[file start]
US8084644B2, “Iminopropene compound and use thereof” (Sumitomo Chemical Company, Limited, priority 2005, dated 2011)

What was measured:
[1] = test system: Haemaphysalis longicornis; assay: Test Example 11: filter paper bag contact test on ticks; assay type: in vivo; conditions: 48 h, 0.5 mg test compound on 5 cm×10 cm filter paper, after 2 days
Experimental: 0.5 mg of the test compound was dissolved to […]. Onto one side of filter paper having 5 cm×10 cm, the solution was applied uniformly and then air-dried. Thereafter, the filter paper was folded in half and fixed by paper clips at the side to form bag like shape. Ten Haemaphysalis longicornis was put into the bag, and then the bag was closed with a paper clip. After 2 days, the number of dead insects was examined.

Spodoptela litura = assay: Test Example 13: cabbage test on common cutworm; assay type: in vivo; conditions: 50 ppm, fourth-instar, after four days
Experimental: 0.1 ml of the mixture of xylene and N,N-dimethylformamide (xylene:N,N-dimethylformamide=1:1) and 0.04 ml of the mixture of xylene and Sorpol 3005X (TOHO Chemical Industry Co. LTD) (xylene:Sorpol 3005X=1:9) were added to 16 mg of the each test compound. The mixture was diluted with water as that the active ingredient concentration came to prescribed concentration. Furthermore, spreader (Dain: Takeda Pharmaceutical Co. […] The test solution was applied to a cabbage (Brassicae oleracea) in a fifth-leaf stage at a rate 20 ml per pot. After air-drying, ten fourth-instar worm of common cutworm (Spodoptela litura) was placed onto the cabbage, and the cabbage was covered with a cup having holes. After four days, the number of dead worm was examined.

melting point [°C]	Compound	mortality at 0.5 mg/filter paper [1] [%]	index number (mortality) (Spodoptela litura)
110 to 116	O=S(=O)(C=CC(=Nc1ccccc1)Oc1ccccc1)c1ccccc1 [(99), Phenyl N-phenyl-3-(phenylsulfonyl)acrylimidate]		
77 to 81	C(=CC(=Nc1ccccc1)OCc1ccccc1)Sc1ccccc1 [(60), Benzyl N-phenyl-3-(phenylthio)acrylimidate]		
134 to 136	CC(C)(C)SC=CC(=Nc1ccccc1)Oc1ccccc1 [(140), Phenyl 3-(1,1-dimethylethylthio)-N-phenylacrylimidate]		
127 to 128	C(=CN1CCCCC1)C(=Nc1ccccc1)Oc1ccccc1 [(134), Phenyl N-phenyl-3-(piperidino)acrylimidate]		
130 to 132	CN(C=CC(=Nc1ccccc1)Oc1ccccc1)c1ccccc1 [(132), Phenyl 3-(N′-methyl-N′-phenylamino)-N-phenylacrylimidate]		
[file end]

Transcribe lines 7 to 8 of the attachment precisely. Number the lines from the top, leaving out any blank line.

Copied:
melting point [°C]	Compound	mortality at 0.5 mg/filter paper [1] [%]	index number (mortality) (Spodoptela litura)
110 to 116	O=S(=O)(C=CC(=Nc1ccccc1)Oc1ccccc1)c1ccccc1 [(99), Phenyl N-phenyl-3-(phenylsulfonyl)acrylimidate]		